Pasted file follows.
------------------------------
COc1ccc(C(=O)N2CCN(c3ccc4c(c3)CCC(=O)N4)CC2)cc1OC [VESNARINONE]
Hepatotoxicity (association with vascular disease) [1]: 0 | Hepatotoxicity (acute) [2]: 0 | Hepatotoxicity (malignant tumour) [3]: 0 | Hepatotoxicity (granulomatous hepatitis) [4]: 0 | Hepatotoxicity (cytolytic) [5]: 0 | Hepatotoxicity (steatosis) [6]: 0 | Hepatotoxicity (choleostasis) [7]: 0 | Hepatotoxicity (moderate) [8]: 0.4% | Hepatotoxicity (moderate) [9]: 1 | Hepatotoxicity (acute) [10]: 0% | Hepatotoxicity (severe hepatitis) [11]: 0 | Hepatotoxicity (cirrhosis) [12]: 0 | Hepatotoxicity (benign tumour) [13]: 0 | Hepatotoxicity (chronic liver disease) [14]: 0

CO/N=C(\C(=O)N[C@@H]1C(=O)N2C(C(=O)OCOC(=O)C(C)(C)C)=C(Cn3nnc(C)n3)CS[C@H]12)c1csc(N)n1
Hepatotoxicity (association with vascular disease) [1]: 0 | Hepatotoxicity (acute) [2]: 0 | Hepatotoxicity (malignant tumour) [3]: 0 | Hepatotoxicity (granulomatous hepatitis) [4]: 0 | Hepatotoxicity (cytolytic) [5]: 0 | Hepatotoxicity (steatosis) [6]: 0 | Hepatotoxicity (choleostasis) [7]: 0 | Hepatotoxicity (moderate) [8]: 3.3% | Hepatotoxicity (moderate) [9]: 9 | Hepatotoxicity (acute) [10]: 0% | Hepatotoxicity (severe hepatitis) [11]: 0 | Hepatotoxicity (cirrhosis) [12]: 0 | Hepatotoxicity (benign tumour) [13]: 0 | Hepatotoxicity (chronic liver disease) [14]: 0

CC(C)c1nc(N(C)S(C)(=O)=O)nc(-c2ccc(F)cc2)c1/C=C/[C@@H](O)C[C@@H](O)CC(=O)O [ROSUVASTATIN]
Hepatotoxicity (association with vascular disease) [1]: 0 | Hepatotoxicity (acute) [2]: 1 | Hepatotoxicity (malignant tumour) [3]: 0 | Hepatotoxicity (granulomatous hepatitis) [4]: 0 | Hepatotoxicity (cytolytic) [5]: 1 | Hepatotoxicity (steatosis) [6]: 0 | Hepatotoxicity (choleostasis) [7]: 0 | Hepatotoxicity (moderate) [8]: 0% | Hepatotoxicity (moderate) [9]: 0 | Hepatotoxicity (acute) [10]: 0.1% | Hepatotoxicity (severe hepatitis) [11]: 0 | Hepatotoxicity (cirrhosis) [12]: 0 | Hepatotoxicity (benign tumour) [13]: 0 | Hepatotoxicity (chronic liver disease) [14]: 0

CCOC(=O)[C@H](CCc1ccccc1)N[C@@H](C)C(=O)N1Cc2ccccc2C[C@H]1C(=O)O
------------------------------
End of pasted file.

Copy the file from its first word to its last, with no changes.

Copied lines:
COc1ccc(C(=O)N2CCN(c3ccc4c(c3)CCC(=O)N4)CC2)cc1OC [VESNARINONE]
Hepatotoxicity (association with vascular disease) [1]: 0 | Hepatotoxicity (acute) [2]: 0 | Hepatotoxicity (malignant tumour) [3]: 0 | Hepatotoxicity (granulomatous hepatitis) [4]: 0 | Hepatotoxicity (cytolytic) [5]: 0 | Hepatotoxicity (steatosis) [6]: 0 | Hepatotoxicity (choleostasis) [7]: 0 | Hepatotoxicity (moderate) [8]: 0.4% | Hepatotoxicity (moderate) [9]: 1 | Hepatotoxicity (acute) [10]: 0% | Hepatotoxicity (severe hepatitis) [11]: 0 | Hepatotoxicity (cirrhosis) [12]: 0 | Hepatotoxicity (benign tumour) [13]: 0 | Hepatotoxicity (chronic liver disease) [14]: 0

CO/N=C(\C(=O)N[C@@H]1C(=O)N2C(C(=O)OCOC(=O)C(C)(C)C)=C(Cn3nnc(C)n3)CS[C@H]12)c1csc(N)n1
Hepatotoxicity (association with vascular disease) [1]: 0 | Hepatotoxicity (acute) [2]: 0 | Hepatotoxicity (malignant tumour) [3]: 0 | Hepatotoxicity (granulomatous hepatitis) [4]: 0 | Hepatotoxicity (cytolytic) [5]: 0 | Hepatotoxicity (steatosis) [6]: 0 | Hepatotoxicity (choleostasis) [7]: 0 | Hepatotoxicity (moderate) [8]: 3.3% | Hepatotoxicity (moderate) [9]: 9 | Hepatotoxicity (acute) [10]: 0% | Hepatotoxicity (severe hepatitis) [11]: 0 | Hepatotoxicity (cirrhosis) [12]: 0 | Hepatotoxicity (benign tumour) [13]: 0 | Hepatotoxicity (chronic liver disease) [14]: 0

CC(C)c1nc(N(C)S(C)(=O)=O)nc(-c2ccc(F)cc2)c1/C=C/[C@@H](O)C[C@@H](O)CC(=O)O [ROSUVASTATIN]
Hepatotoxicity (association with vascular disease) [1]: 0 | Hepatotoxicity (acute) [2]: 1 | Hepatotoxicity (malignant tumour) [3]: 0 | Hepatotoxicity (granulomatous hepatitis) [4]: 0 | Hepatotoxicity (cytolytic) [5]: 1 | Hepatotoxicity (steatosis) [6]: 0 | Hepatotoxicity (choleostasis) [7]: 0 | Hepatotoxicity (moderate) [8]: 0% | Hepatotoxicity (moderate) [9]: 0 | Hepatotoxicity (acute) [10]: 0.1% | Hepatotoxicity (severe hepatitis) [11]: 0 | Hepatotoxicity (cirrhosis) [12]: 0 | Hepatotoxicity (benign tumour) [13]: 0 | Hepatotoxicity (chronic liver disease) [14]: 0

CCOC(=O)[C@H](CCc1ccccc1)N[C@@H](C)C(=O)N1Cc2ccccc2C[C@H]1C(=O)O